The absence of a constitutional provision is one of the reasons for the lack of continuity of local governments in Pakistan.
In Pakistan, the duration of local governments varies from four to five years in various provinces and Islamabad. The election for the new local government has to take place within 120 days after the expiry of the term of the local government.
With this background, we can better understand the current controversy over the schedule of National Assembly by-elections and some local government elections and form a fair opinion about the positions taken by the federal and provincial governments on the one hand and the Election Commission on the other.
The Speaker of the National Assembly had accepted the resignation of 11 members of the National Assembly on July 28 and forwarded the notification to the ECP, which initially fixed Sept 11 and 25 as the dates of the by-elections which was well within the 60-day constitutional limit. Later, the elections were postponed by the ECP to Oct 16 because the government expressed its inability to provide the required number of security personnel due to their flood relief work.
The PTI criticised this as, according to them, the postponement was meant to deny them certain victory. The ECP, in fact, should have refused to accept the provincial government’s justification for postponement, and instead, held the polls in stages so that the need for staff at any given day would have been considerably reduced.
Read: Election discontent
The second phase of the Sindh local government elections in Karachi and Hyderabad divisions was also postponed twice and was finally scheduled for Oct 23.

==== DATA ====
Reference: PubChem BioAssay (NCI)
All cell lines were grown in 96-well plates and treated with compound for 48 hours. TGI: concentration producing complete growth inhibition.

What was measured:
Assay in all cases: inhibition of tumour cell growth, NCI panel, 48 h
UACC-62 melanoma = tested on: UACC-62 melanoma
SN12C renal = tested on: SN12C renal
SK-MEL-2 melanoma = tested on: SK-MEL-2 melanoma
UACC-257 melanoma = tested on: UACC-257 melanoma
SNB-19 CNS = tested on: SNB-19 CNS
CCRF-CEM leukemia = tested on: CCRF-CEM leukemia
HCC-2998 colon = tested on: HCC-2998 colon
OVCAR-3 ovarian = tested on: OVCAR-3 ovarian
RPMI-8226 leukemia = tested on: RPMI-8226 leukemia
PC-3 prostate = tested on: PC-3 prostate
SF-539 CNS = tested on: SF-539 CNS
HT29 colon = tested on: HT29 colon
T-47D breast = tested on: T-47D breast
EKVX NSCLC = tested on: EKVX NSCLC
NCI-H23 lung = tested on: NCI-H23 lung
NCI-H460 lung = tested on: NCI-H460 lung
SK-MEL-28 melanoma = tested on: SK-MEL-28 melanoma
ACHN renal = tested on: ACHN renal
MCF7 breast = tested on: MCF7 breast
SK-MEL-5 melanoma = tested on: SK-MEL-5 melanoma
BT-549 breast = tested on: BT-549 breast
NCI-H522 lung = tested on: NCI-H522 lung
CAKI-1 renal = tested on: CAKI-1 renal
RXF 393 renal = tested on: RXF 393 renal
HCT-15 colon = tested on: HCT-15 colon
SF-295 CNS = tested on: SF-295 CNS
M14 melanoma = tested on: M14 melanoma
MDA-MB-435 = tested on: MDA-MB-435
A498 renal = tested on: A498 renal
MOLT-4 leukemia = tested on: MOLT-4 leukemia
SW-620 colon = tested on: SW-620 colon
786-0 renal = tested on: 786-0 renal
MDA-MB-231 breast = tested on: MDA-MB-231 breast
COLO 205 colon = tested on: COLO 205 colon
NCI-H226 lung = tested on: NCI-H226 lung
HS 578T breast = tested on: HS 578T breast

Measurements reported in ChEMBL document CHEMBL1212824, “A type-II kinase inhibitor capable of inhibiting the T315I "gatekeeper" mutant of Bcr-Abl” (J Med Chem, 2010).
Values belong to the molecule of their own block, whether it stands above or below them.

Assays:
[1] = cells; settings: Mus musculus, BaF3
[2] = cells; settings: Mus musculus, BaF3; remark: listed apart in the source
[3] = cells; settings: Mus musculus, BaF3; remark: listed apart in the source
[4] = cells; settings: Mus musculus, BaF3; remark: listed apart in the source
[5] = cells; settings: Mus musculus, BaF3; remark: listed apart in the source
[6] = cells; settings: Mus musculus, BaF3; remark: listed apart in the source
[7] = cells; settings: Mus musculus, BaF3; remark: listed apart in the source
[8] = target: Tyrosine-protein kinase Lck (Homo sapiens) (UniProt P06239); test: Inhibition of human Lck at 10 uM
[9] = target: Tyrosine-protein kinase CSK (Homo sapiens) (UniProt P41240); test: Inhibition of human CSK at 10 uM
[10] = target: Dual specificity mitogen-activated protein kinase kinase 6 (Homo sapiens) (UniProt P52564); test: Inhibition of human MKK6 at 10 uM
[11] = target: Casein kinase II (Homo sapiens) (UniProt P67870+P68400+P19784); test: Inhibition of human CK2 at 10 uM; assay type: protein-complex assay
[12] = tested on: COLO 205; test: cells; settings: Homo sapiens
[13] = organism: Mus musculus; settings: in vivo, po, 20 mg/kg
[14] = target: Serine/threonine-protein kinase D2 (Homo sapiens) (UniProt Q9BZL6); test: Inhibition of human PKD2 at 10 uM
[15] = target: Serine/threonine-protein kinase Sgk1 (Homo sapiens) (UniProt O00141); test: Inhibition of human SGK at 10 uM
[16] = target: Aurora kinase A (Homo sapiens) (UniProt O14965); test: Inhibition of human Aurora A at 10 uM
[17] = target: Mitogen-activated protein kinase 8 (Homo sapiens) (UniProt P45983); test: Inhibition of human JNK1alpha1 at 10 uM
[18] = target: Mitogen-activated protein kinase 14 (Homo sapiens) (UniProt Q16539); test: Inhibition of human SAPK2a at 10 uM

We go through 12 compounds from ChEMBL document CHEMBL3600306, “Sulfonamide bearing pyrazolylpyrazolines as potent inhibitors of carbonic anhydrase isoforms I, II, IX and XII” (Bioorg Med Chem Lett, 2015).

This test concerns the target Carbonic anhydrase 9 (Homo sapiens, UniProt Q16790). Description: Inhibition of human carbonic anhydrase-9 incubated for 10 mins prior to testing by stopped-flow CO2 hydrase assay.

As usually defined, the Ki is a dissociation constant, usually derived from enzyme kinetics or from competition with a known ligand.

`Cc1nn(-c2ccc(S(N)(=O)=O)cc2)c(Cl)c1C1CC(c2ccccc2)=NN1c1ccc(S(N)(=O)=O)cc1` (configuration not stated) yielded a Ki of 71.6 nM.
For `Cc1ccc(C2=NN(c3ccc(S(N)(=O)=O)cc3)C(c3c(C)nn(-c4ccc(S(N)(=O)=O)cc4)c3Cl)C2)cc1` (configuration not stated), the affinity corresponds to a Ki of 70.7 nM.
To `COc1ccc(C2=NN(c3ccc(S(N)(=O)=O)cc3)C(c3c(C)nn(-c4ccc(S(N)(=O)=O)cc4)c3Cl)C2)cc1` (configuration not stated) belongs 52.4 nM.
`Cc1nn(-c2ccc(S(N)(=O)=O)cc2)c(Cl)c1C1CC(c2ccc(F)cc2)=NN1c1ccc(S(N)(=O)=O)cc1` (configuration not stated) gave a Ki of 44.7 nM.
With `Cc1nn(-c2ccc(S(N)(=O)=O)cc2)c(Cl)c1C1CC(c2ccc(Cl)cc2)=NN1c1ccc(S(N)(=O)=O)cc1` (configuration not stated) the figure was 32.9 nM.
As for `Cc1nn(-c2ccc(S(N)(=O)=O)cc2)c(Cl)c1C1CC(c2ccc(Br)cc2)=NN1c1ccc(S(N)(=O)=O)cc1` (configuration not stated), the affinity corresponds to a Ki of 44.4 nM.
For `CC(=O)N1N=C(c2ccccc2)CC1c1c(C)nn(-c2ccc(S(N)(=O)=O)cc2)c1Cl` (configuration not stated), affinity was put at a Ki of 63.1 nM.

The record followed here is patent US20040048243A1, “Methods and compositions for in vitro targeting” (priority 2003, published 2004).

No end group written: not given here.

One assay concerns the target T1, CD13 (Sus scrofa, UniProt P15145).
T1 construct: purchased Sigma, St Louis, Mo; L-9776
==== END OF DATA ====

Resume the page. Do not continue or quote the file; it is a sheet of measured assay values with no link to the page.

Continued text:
The federal interior ministry requested the ECP to further postpone the by-elections for 90 days as security staff would be busy dealing with the aftermath of the floods and the expected PTI long march. The Sindh government also sought further postponement of the second phase of the local government election mainly on account of staff being busy with flood relief duties.
The ECP, after consultation with the federal and provincial governments, has decided against postponing the Assembly by-elections and the second phase of the local government polls in Sindh.
This is a very welcome decision because it establishes the supremacy and authority of the ECP in deciding the dates of elections. Both the federal and provincial governments may have their political interests in mind while influencing the election date.
It is commonly believed that the ruling coalition in the federal government may not do well in the upcoming by-elections and similar views have been expressed about the PPP’s prospects in the local government poll in Sindh’s urban areas.
Allowing the governments to repeatedly influence election dates would have created an unhealthy precedent and an impression of the ECP’s dependence on them for setting the date. The ECP decision should help strengthen public trust in the election management body.
The writer is president of the Pakistan Institute of Legislative Development And Transparency.
Published in Dawn, October 14th, 2022